Three years since the Grenfell disaster and nothing seems to have changed | Annie Lewis

This week marks three years since the Grenfell fire tragedy – the biggest domestic blaze since the Second World War which stole more than 72 lives, injured 70 residents and traumatised 223 people who escaped and hundreds of others across the UK.

Tuesday, 16th June 2020, 3:52 pm
Updated Tuesday, 16th June 2020, 7:22 pm
A mourner pays respects on June 14, 2020 in London, England. Picture by Anselm Ebulue/Getty Images.

What started as a kitchen fire has rightly blown up into an issue for society: why, three years on, do many survivors feel left behind and forgotten?

Many people say Theresa May’s biggest failure wasn’t Brexit, but her inability to act and help those displaced by the fire. In 2019, she was called ‘disgraceful’ by the Fire Brigades Union (FBU) for citing her response to the disaster as a proud part of her legacy.

So as thousands of people commemorated Grenfell’s anniversary online while church bells rang out on June 14, our current prime minister Boris Johnson vowed that the country was working to ensure such a tragedy could never happen again. If so, then why is his government not working to help, progress and protect not only the survivors who haven’t been rehoused, but also hundreds of others who live in towers similar to Grenfell?

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The inferno was blamed on the type of cladding which coated the tower built in one of London’s richest boroughs – oh, the horrific irony. A parliamentary committee revealed that removing such cladding on every building nationwide could cost up to £15bn.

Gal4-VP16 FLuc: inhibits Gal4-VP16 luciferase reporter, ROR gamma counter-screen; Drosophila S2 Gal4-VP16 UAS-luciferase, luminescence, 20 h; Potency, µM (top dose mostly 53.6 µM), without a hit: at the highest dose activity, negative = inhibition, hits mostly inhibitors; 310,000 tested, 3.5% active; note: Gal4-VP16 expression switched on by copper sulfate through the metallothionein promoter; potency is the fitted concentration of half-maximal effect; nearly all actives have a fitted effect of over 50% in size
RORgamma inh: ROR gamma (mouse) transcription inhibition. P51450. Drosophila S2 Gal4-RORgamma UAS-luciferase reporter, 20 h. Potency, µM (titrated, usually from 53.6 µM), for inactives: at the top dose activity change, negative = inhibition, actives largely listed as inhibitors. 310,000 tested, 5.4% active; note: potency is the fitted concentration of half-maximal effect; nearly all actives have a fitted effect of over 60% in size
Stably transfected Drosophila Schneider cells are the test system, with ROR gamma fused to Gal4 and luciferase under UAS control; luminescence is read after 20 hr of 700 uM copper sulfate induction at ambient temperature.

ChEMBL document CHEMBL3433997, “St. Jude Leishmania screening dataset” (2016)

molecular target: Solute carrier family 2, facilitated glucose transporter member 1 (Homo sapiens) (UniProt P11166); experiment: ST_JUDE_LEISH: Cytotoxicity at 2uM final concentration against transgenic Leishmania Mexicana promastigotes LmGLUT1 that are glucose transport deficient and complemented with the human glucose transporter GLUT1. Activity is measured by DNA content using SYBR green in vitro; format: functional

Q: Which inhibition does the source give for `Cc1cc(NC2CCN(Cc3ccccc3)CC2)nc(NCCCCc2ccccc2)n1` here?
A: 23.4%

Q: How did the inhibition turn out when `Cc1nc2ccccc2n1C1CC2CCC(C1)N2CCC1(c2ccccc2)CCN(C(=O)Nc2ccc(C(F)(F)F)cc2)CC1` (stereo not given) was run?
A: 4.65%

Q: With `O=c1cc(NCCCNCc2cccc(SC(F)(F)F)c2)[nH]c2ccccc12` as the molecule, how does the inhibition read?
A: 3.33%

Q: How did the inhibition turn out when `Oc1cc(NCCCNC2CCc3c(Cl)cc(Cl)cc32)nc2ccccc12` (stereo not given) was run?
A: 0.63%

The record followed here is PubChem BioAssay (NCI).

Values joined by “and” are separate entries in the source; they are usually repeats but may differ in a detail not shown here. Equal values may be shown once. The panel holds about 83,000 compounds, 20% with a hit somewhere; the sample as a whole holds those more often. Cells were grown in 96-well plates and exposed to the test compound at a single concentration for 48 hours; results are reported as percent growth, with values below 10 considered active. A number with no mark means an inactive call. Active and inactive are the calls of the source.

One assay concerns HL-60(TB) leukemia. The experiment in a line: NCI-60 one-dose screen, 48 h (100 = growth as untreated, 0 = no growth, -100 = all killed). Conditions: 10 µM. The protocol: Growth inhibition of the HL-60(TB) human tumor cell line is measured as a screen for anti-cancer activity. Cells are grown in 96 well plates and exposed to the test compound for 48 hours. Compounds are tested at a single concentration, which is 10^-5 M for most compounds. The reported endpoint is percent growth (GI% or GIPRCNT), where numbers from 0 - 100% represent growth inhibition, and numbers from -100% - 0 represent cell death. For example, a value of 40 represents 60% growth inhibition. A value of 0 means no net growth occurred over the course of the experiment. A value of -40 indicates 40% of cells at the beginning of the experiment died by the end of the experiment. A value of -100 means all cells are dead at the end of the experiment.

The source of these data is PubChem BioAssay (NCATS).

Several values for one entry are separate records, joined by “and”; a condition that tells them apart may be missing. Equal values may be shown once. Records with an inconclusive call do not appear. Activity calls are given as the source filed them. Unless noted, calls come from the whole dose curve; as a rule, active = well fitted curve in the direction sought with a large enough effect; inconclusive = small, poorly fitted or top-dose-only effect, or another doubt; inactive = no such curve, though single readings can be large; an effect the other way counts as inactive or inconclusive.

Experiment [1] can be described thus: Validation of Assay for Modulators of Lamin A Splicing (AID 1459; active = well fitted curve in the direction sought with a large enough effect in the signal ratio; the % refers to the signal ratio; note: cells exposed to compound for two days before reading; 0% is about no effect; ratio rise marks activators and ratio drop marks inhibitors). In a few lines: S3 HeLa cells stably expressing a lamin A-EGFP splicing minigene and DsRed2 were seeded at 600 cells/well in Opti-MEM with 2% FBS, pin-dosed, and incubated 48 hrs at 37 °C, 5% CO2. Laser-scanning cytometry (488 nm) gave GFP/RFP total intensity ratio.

Three years on, survivors and relatives are understandably still in disbelief that a public inquiry into the disaster has not yet concluded. All those affected by the Grenfell disaster deserve answers, but many are losing faith that any justice will ever be served.

The government needs to learn from such mistakes and also notice the stark and shocking link between the numbers of fires and poverty and social deprivation. For Johnson to ensure this tragedy never recurs, he needs to look at the core of the problem: social welfare.

We didn’t just elect Johnson to sort Brexit, did we? He no longer has just that on his agenda and to make his prime ministerial term successful, he needs to deal with several issues. ​​And Grenfell should be high on his priority list.

Marcus Rashford is a force for good for many children

Approximately 1.3m UK children enjoy free school meals five days a week, 39 weeks a year.

When schools closed in March thousands of families across the UK were worried their children might go hungry. The government introduced a voucher sc heme for parents to use in the absence of free meals.

Manchester United star Marcus Rashford spoke from the heart and personal experience when he penned his open letter urging the government to continue the scheme in the summer. Its power forced a Boris Johnson U-turn yesterday.

Like most top players Rashford is a role model. Most don’t use it well. Rashford did.

Is it fair for Europe to banish British tourists this summer?

The Spanish government is considering not fully opening the country to British holidaymakers because of the UK’s quarantine rules.

Although the Spanish prime minister announced many European visitors could holiday at the end of June, a foreign affairs minister has warned Spain may retain a two-week quarantine rules for UK visitors. Similar scenes are happening in Greece after its government changed its stance to now disallow UK flights to land from June 15.

It looks like we Brits are being left out of the holiday fun this year. But who can blame other countries for excluding us when we’re the worst affected in Europe?